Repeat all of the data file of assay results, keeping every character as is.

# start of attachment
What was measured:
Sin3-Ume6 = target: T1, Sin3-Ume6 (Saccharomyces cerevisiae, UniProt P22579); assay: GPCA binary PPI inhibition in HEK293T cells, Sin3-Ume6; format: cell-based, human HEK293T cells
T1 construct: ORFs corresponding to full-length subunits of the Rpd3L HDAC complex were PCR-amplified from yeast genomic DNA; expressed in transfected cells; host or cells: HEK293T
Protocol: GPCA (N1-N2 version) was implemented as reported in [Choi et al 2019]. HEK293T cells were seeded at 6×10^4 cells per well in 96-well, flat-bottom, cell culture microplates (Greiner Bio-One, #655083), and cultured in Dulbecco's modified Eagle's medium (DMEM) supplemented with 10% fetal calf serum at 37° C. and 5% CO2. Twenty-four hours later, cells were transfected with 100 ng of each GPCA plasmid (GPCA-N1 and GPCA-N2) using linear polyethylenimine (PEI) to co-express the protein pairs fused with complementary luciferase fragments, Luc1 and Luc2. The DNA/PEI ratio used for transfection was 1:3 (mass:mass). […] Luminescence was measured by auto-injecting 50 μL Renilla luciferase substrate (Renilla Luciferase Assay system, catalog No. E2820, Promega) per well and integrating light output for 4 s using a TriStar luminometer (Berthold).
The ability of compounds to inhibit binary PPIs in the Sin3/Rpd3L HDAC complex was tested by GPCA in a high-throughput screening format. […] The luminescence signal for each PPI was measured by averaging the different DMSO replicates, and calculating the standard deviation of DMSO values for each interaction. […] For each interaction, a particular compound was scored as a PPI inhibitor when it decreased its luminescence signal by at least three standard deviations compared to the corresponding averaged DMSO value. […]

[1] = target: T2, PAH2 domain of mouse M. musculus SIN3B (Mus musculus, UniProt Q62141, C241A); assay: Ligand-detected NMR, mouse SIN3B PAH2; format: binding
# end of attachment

What was measured:
Sin3-Ume6 = target: T1, Sin3-Ume6 (Saccharomyces cerevisiae, UniProt P22579); assay: GPCA binary PPI inhibition in HEK293T cells, Sin3-Ume6; format: cell-based, human HEK293T cells
T1 construct: ORFs corresponding to full-length subunits of the Rpd3L HDAC complex were PCR-amplified from yeast genomic DNA; expressed in transfected cells; host or cells: HEK293T
Protocol: GPCA (N1-N2 version) was implemented as reported in [Choi et al 2019]. HEK293T cells were seeded at 6×10^4 cells per well in 96-well, flat-bottom, cell culture microplates (Greiner Bio-One, #655083), and cultured in Dulbecco's modified Eagle's medium (DMEM) supplemented with 10% fetal calf serum at 37° C. and 5% CO2. Twenty-four hours later, cells were transfected with 100 ng of each GPCA plasmid (GPCA-N1 and GPCA-N2) using linear polyethylenimine (PEI) to co-express the protein pairs fused with complementary luciferase fragments, Luc1 and Luc2. The DNA/PEI ratio used for transfection was 1:3 (mass:mass). […] Luminescence was measured by auto-injecting 50 μL Renilla luciferase substrate (Renilla Luciferase Assay system, catalog No. E2820, Promega) per well and integrating light output for 4 s using a TriStar luminometer (Berthold).
The ability of compounds to inhibit binary PPIs in the Sin3/Rpd3L HDAC complex was tested by GPCA in a high-throughput screening format. […] The luminescence signal for each PPI was measured by averaging the different DMSO replicates, and calculating the standard deviation of DMSO values for each interaction. […] For each interaction, a particular compound was scored as a PPI inhibitor when it decreased its luminescence signal by at least three standard deviations compared to the corresponding averaged DMSO value. […]

[1] = target: T2, PAH2 domain of mouse M. musculus SIN3B (Mus musculus, UniProt Q62141, C241A); assay: Ligand-detected NMR, mouse SIN3B PAH2; format: binding